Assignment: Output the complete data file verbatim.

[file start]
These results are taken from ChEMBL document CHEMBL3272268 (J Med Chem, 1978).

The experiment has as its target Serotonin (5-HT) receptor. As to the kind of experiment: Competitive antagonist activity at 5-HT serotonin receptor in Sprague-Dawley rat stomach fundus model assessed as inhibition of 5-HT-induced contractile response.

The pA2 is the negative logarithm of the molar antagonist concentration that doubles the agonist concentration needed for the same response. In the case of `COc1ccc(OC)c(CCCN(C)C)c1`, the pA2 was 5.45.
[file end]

These results are taken from ChEMBL document CHEMBL3272268 (J Med Chem, 1978).

The experiment has as its target Serotonin (5-HT) receptor. As to the kind of experiment: Competitive antagonist activity at 5-HT serotonin receptor in Sprague-Dawley rat stomach fundus model assessed as inhibition of 5-HT-induced contractile response.

The pA2 is the negative logarithm of the molar antagonist concentration that doubles the agonist concentration needed for the same response. In the case of `COc1ccc(OC)c(CCCN(C)C)c1`, the pA2 was 5.45.